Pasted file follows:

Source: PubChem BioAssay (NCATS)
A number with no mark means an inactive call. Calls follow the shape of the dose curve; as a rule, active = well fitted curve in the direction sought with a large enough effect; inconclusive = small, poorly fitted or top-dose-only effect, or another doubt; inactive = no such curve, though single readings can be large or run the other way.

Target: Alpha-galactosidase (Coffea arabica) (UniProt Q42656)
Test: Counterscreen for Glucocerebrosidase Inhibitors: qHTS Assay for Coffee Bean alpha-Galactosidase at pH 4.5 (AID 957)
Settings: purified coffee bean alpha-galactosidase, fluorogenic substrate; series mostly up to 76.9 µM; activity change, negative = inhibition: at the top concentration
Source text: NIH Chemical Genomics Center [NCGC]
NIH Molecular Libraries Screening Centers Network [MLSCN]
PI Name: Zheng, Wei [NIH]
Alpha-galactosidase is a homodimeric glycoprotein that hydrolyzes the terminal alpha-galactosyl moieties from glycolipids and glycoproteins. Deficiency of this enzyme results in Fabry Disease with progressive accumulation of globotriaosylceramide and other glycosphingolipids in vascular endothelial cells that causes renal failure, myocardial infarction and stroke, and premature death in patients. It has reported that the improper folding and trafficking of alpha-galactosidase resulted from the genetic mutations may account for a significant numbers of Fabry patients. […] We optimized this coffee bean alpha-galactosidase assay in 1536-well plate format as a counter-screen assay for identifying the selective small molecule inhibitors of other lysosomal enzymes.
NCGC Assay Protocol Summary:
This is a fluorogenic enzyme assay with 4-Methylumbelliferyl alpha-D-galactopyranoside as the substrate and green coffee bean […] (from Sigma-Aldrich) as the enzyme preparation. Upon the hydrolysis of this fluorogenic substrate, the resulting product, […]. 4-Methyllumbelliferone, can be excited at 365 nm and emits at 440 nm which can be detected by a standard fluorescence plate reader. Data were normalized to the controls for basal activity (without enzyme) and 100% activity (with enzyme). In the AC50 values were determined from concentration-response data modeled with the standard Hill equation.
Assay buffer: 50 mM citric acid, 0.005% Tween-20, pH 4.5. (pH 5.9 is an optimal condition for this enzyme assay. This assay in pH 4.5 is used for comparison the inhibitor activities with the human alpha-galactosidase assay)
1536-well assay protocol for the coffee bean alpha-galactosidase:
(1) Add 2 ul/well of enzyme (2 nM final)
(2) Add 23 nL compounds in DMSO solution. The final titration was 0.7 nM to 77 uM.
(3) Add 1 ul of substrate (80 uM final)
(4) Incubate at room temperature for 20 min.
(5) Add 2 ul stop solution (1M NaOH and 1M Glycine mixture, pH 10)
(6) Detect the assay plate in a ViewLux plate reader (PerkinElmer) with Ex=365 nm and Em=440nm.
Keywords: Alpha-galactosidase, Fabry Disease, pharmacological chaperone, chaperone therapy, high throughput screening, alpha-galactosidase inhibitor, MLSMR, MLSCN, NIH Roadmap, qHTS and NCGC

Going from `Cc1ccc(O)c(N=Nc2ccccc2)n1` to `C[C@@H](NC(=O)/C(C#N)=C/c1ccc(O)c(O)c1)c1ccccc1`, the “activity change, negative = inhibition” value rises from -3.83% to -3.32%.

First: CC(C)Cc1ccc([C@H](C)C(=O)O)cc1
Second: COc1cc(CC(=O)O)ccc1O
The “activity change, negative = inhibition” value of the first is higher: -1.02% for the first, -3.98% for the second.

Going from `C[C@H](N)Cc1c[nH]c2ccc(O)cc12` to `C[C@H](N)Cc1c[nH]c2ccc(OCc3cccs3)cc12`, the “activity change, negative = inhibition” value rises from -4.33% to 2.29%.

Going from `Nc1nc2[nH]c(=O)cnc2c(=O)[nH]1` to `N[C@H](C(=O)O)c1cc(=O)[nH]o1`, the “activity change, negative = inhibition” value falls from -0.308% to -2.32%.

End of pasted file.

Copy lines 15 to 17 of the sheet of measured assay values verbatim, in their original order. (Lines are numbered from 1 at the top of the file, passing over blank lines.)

(2) Add 23 nL compounds in DMSO solution. The final titration was 0.7 nM to 77 uM.
(3) Add 1 ul of substrate (80 uM final)
(4) Incubate at room temperature for 20 min.